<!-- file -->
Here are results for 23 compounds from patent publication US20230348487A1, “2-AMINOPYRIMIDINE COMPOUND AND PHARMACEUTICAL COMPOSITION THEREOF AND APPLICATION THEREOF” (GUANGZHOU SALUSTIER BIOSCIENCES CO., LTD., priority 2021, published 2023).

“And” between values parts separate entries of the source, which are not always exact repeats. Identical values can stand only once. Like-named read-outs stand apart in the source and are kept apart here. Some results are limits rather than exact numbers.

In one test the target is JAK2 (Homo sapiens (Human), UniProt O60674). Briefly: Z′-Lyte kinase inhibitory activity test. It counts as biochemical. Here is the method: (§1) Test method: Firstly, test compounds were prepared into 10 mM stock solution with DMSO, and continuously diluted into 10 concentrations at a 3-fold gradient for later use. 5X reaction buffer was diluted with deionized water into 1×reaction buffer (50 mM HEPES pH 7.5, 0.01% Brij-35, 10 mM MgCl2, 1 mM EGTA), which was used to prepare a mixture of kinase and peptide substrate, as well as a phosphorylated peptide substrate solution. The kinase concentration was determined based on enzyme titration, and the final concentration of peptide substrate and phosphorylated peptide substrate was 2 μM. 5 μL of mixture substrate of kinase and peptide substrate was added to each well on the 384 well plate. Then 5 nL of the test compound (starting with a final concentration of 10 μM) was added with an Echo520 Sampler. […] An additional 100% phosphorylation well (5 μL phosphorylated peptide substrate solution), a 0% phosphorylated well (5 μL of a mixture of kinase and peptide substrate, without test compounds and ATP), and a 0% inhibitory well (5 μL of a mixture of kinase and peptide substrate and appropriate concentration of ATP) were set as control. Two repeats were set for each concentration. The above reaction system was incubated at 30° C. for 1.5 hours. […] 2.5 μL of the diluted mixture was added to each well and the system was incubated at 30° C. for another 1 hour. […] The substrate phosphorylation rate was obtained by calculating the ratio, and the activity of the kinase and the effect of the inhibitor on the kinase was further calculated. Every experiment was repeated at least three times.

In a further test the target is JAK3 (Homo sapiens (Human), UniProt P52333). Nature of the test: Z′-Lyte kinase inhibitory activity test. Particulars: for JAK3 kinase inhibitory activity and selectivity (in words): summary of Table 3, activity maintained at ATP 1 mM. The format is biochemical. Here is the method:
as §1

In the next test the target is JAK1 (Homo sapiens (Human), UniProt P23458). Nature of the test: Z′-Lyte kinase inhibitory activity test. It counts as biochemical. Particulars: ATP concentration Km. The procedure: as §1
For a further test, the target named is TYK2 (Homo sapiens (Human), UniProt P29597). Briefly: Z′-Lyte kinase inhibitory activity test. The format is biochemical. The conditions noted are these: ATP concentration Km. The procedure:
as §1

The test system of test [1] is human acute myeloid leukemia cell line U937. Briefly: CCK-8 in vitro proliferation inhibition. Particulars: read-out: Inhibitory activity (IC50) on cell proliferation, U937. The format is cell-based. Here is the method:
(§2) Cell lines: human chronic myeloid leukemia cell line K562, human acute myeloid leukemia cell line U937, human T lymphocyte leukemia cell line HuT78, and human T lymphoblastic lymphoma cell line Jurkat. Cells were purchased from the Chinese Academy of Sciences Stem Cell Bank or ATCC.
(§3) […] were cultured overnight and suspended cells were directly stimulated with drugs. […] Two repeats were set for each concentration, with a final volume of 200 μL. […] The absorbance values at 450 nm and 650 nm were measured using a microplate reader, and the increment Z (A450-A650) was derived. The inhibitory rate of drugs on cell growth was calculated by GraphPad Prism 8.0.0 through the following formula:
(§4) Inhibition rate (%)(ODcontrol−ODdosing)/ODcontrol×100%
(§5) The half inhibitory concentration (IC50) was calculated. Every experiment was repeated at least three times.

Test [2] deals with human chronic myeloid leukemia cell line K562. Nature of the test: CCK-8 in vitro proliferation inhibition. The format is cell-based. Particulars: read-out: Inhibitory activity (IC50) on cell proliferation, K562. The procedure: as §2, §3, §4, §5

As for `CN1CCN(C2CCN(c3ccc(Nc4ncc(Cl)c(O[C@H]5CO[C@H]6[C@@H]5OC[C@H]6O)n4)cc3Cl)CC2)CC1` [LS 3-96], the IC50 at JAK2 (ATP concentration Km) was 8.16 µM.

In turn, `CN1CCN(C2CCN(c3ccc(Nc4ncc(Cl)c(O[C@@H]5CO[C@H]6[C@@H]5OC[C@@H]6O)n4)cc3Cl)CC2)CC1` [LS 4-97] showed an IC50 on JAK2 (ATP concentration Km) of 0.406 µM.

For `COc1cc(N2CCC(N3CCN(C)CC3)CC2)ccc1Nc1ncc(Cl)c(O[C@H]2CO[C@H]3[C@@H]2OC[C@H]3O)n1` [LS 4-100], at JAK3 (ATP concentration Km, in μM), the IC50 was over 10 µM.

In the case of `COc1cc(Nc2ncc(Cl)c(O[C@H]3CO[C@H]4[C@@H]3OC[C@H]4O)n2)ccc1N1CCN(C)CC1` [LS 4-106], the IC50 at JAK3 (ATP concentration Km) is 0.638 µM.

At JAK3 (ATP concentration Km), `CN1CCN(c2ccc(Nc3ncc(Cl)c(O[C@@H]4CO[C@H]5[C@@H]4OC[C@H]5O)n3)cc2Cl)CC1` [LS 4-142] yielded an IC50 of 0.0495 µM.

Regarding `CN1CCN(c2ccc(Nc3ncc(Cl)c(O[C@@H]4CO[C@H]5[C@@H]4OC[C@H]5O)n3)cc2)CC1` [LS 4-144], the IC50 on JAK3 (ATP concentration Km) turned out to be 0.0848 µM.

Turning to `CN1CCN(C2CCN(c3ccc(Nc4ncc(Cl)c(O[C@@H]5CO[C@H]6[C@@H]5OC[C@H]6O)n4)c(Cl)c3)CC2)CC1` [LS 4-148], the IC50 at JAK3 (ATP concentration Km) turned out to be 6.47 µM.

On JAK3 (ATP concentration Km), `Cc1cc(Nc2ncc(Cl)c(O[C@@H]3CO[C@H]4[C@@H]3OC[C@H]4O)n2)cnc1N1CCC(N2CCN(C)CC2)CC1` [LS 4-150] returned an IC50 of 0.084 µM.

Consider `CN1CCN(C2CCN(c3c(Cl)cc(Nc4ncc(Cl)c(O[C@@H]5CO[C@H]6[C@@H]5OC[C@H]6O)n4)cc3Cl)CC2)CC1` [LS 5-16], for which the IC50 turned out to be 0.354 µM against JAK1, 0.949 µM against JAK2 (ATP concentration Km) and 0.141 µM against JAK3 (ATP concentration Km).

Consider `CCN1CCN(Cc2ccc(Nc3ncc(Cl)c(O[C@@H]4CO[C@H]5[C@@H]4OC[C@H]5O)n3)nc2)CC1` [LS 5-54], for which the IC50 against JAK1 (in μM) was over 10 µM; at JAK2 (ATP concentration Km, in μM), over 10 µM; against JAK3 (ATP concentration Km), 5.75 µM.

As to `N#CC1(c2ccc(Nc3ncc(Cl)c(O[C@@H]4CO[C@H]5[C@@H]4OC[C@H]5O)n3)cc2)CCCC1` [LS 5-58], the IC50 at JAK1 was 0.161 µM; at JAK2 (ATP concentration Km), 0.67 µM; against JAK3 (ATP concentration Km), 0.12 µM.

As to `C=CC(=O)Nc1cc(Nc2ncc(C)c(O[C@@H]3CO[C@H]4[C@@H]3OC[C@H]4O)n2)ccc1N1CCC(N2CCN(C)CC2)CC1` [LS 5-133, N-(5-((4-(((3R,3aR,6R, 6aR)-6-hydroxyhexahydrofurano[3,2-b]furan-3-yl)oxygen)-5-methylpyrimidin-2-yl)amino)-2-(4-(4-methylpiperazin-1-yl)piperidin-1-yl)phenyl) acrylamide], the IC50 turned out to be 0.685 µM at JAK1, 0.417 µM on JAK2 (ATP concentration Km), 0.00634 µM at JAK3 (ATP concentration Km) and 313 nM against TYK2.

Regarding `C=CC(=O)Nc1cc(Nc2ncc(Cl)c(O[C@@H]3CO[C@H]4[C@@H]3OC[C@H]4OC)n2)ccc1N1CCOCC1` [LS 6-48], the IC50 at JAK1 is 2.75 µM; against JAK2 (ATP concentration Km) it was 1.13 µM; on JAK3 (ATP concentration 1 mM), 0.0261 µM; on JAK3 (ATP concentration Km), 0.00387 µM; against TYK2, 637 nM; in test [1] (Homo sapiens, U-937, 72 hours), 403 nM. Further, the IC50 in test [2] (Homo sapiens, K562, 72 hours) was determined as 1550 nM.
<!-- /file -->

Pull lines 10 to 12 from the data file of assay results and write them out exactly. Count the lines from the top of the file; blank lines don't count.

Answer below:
(§2) Cell lines: human chronic myeloid leukemia cell line K562, human acute myeloid leukemia cell line U937, human T lymphocyte leukemia cell line HuT78, and human T lymphoblastic lymphoma cell line Jurkat. Cells were purchased from the Chinese Academy of Sciences Stem Cell Bank or ATCC.
(§3) […] were cultured overnight and suspended cells were directly stimulated with drugs. […] Two repeats were set for each concentration, with a final volume of 200 μL. […] The absorbance values at 450 nm and 650 nm were measured using a microplate reader, and the increment Z (A450-A650) was derived. The inhibitory rate of drugs on cell growth was calculated by GraphPad Prism 8.0.0 through the following formula:
(§4) Inhibition rate (%)(ODcontrol−ODdosing)/ODcontrol×100%